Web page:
MPs voted against dropping the tax on tampons in the House of Commons last night.

Currently, tampons and sanitary towels are taxed at the rate of 'non-essential' items - which means we pay 5% with every packet. Interestingly, menā€™s razors, incontinence pads, crocodile stakes, edible sugar flowers and helicopters are all exempt from UK tax.

The rate is set by the EU, and a petition had been signed by almost 253,000 people, asking that the UK government negotiate a drop in the tax.

Despite a Conservative rebellion led by MP Paula Sherriff, who suggested the amendment to the finance bill which would see negotiation take place, 305 MPs voted against, whilst 287 voted in favour.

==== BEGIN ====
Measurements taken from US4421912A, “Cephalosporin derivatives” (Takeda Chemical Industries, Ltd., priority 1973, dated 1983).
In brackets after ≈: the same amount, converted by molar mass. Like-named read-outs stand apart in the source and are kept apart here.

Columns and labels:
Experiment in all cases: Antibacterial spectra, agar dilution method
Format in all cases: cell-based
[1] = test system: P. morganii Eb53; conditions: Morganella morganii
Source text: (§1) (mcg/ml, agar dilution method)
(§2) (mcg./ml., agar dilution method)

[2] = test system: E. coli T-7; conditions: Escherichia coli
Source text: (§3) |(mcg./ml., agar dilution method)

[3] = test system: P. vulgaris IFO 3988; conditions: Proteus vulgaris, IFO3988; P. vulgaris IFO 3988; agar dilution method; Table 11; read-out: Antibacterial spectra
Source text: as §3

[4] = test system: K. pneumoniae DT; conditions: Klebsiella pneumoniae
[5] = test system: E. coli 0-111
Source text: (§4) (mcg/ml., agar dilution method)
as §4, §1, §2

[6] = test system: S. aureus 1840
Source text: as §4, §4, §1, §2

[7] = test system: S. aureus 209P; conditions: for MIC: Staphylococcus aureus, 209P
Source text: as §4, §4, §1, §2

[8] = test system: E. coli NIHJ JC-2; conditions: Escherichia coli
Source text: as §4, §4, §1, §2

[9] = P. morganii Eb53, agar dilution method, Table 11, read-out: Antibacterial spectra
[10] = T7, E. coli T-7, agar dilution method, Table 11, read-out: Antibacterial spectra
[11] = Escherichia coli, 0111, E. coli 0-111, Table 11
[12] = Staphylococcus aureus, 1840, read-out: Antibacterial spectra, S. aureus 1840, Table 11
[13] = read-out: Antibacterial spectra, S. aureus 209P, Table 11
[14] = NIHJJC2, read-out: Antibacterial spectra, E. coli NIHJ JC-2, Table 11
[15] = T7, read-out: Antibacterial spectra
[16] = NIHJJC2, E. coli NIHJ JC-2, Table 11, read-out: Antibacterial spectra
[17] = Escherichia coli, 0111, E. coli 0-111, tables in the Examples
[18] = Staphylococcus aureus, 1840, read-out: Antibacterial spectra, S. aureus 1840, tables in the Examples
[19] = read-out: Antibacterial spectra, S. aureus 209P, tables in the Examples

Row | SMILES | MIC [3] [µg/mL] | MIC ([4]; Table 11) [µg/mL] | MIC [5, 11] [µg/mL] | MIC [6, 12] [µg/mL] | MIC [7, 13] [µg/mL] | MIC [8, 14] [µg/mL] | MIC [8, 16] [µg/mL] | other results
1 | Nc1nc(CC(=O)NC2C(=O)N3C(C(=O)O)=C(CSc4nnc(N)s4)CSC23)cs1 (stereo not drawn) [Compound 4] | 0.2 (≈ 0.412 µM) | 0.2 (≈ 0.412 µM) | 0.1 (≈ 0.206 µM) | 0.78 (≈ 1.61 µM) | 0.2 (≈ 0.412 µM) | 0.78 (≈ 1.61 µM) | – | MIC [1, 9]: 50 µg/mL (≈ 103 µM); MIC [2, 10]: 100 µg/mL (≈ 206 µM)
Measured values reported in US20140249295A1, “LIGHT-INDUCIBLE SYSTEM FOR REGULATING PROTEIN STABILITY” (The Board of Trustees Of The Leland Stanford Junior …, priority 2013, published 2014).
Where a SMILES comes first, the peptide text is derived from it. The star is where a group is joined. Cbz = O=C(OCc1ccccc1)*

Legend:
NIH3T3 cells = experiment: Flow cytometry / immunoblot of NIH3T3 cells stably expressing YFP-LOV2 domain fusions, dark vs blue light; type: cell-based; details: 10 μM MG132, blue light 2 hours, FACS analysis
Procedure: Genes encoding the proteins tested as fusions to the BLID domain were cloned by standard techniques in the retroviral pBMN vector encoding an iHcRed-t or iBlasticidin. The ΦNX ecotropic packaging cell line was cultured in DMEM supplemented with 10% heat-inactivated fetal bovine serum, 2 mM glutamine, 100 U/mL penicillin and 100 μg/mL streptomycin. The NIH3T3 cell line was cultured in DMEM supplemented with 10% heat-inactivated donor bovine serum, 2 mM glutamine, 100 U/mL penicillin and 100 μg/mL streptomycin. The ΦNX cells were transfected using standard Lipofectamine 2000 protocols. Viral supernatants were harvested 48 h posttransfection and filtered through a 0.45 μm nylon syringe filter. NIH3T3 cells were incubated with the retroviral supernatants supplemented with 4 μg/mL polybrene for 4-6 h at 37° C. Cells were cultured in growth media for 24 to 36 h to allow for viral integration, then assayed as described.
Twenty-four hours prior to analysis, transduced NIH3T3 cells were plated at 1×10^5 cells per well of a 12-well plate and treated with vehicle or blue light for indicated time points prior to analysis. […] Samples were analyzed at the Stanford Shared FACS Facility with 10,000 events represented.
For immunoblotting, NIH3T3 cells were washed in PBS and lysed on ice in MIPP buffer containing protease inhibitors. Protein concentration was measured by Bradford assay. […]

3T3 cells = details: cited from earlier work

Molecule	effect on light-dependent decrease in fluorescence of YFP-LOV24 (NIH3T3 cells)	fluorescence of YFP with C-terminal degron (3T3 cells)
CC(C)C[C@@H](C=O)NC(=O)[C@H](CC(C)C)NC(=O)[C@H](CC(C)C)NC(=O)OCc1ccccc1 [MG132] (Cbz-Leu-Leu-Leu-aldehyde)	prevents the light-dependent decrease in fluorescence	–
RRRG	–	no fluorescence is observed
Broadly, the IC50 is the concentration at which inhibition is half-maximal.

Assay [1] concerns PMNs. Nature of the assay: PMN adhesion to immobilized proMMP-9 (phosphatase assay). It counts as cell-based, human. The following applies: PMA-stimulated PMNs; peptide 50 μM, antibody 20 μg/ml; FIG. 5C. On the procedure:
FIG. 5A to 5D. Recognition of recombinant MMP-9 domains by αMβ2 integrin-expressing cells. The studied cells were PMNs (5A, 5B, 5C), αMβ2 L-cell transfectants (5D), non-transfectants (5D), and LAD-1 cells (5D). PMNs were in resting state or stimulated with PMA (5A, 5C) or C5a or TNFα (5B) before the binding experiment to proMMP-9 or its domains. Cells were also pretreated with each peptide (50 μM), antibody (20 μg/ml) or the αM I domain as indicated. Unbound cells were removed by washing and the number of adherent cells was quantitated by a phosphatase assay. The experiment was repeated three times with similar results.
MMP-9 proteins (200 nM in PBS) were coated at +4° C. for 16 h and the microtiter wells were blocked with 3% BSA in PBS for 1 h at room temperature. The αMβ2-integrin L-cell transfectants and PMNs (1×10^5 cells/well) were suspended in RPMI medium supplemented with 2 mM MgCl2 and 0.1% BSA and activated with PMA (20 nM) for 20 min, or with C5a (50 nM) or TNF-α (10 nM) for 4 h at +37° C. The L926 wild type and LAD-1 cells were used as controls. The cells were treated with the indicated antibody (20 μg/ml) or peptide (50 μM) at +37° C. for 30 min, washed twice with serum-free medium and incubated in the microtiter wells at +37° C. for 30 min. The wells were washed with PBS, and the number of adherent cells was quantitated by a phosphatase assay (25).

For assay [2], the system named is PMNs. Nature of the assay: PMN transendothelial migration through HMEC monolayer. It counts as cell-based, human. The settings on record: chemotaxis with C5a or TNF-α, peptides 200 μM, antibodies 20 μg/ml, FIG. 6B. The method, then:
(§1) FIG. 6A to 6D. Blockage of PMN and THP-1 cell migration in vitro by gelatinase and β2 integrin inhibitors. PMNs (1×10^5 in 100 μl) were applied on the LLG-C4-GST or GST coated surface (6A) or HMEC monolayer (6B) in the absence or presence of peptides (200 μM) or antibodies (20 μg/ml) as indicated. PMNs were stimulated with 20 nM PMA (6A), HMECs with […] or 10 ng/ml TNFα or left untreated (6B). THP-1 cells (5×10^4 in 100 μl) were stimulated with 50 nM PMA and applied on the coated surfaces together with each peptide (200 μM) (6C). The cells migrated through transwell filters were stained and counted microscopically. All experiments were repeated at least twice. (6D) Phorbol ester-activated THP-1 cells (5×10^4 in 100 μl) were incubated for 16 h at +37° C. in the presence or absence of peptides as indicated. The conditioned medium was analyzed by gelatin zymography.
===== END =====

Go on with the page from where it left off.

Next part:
Prime Minister David Cameron argues that once raised with the EU, all 28 member states would need to be in agreement that the tax should be dropped and he didn't think that would be likely.

The prime minister's spokeswoman said: "What is being proposed is not something that being looked at we think is achievable."

Those petitioning for the abolition of the tax say that only men could consider tampons 'non-essential' - and there was some amusement over Conservative MP Sir William Cash's seeming inability to utter the word.

The Independent reported that after Cash refereed to "these products" multiple times, Stella Creasy, the Labour MP for Walthamstow: "eventually told Mr Cash she would not give way to him to speak again 'unless he uses the term sanitary towels and tampons'."

She later joked on twitter:

Those petitioning for the tax abolition were clearly frustrated - our favourite tweet referred to the luxury, non-essential status of tampons via a satirical image:

You can still sign the petition, here.